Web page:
The Complete Walt Disney World Guide For Guests With Disabilities

A trip to Disney World often elicits thoughts of Mickey ice cream bars, fireworks, and magic. But it can also bring up thoughts of a lot of walking, waiting in long lines, and crowds. While those elements of a Disney World trip can be an annoyance for some travelers, for others they can be insurmountable obstacles to enjoying the magic. Luckily Disney has implemented many programs to increase accessibility at Walt Disney World. While it isn't perfect, Disney World has come a long way in what they can offer guests with a wide variety of needs. 

Because disabilities are complicated, seen, and unseen, Disney does not require proof of disability to utilize the services they offer to guests. For example, myriad mobility devices can be rented from the parks or other companies around the Disney World area to help those who may need additional mobility support during their visit. From the Disability Access Service (DAS) pass program to accessible park materials, interpreters, and service animal allowances, this guide will outline the different ways guests with disabilities can still partake in the wonder.

Getting a DAS pass

Disability Access Service (DAS) is Disney's accessibility program to help those who have extreme difficulty or inability to wait in lines for attractions. These passes allow the DAS holder and members of their party to be assigned a return time for attractions so they can leave the queue area and come back to enjoy the ride at a later time. This way guests who cannot wait in the long lines can still enjoy the attractions around all of the parks.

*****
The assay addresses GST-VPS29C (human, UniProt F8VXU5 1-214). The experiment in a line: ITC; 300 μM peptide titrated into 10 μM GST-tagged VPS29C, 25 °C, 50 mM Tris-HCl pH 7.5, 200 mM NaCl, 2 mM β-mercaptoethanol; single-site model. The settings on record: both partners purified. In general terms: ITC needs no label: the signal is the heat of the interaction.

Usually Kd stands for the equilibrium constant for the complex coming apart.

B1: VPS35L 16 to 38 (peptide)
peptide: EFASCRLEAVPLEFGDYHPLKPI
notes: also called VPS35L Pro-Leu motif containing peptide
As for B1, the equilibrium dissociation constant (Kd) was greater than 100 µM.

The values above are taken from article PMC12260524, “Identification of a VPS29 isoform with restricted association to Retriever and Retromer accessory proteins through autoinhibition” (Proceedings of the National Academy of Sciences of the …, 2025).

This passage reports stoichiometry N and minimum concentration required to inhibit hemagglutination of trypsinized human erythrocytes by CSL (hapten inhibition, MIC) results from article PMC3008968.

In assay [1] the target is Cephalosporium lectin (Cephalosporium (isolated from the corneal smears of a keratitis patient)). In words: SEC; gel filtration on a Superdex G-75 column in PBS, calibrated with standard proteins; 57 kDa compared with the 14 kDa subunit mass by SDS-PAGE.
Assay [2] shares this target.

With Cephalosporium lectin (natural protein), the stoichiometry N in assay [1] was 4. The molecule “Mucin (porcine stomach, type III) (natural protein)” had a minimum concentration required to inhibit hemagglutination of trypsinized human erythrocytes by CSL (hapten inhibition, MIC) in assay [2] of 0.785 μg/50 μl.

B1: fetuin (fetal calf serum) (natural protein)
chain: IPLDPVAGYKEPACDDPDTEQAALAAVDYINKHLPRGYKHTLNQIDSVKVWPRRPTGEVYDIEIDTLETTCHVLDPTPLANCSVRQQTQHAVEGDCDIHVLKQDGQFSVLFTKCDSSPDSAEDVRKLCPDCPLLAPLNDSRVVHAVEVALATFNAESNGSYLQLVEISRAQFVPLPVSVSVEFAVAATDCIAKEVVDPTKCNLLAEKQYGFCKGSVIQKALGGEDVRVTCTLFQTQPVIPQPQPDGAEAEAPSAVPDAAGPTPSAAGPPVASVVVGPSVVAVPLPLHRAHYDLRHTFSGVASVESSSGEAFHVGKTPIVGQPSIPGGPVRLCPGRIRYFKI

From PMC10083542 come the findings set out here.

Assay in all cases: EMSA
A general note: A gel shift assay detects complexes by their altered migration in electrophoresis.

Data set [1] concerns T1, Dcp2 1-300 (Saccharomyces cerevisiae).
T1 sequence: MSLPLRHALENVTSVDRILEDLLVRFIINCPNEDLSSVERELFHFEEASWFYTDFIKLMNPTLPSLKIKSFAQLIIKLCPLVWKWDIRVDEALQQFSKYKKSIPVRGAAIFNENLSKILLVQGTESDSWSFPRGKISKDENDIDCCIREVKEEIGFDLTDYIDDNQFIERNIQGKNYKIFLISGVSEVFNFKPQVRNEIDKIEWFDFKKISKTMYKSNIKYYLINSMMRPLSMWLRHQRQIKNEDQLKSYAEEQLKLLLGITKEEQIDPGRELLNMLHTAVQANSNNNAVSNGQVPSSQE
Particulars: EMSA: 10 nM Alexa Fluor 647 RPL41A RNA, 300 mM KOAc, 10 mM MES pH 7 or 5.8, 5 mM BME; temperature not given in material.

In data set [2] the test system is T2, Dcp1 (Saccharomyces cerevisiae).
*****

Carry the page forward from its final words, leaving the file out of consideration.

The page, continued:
Thanks to technology, pre-planning a DAS pass before your Disney World vacation has never been easier. Guests needing a DAS pass can arrange to do a qualification interview with Disney from two days up to 30 days before their trip. In order to get the pass ahead of the trip, the interview must be done at least two days ahead of arrival.

By getting the pass taken care of ahead of time you can pre-plan attractions for certain days to acquire return times and have more planning abilities for your entire party. You can only get two return times per day ahead of time, though you can arrange other attraction return times throughout the day while you're in the park. This functionality is similar to the bygone Fast Pass system but using the current Genie+ system.

Enrolling in DAS at the parks

Sometimes the unexpected can create the need for a DAS pass at the last minute for a trip or a member of your party changed their mind about getting a pass beforehand. That's no problem at Disney World because you can enroll in person with ease at various locations around the resort property. The easiest way to register for DAS in person is by stopping by the guest relations locations at each of the parks. This only needs to be done once during your trip (not each time you go to a different park) and the DAS pass is good for 60 days after it's created.